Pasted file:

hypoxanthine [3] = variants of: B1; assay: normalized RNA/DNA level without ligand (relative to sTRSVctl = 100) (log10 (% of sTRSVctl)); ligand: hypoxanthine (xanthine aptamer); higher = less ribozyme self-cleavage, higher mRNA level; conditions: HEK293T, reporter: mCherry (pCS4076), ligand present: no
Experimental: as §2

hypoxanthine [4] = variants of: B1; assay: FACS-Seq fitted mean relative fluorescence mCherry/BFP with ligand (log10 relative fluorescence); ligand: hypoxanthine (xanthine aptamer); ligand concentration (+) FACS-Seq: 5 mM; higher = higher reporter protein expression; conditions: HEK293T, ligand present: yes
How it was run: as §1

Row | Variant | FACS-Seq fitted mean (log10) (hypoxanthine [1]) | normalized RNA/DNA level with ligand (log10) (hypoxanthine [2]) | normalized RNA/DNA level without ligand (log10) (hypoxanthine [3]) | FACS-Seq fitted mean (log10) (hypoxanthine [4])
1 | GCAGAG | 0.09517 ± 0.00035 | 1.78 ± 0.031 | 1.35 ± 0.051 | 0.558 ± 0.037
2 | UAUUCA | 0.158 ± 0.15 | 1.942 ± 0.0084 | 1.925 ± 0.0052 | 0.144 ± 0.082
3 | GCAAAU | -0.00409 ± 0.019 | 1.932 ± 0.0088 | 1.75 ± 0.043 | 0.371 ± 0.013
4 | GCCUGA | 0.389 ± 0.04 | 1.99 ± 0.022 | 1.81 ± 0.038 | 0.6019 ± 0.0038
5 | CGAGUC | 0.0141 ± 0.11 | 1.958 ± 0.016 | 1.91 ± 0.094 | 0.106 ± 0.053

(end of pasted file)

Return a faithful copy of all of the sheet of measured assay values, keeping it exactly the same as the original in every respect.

hypoxanthine [3] = variants of: B1; assay: normalized RNA/DNA level without ligand (relative to sTRSVctl = 100) (log10 (% of sTRSVctl)); ligand: hypoxanthine (xanthine aptamer); higher = less ribozyme self-cleavage, higher mRNA level; conditions: HEK293T, reporter: mCherry (pCS4076), ligand present: no
Experimental: as §2

hypoxanthine [4] = variants of: B1; assay: FACS-Seq fitted mean relative fluorescence mCherry/BFP with ligand (log10 relative fluorescence); ligand: hypoxanthine (xanthine aptamer); ligand concentration (+) FACS-Seq: 5 mM; higher = higher reporter protein expression; conditions: HEK293T, ligand present: yes
How it was run: as §1

Row | Variant | FACS-Seq fitted mean (log10) (hypoxanthine [1]) | normalized RNA/DNA level with ligand (log10) (hypoxanthine [2]) | normalized RNA/DNA level without ligand (log10) (hypoxanthine [3]) | FACS-Seq fitted mean (log10) (hypoxanthine [4])
1 | GCAGAG | 0.09517 ± 0.00035 | 1.78 ± 0.031 | 1.35 ± 0.051 | 0.558 ± 0.037
2 | UAUUCA | 0.158 ± 0.15 | 1.942 ± 0.0084 | 1.925 ± 0.0052 | 0.144 ± 0.082
3 | GCAAAU | -0.00409 ± 0.019 | 1.932 ± 0.0088 | 1.75 ± 0.043 | 0.371 ± 0.013
4 | GCCUGA | 0.389 ± 0.04 | 1.99 ± 0.022 | 1.81 ± 0.038 | 0.6019 ± 0.0038
5 | CGAGUC | 0.0141 ± 0.11 | 1.958 ± 0.016 | 1.91 ± 0.094 | 0.106 ± 0.053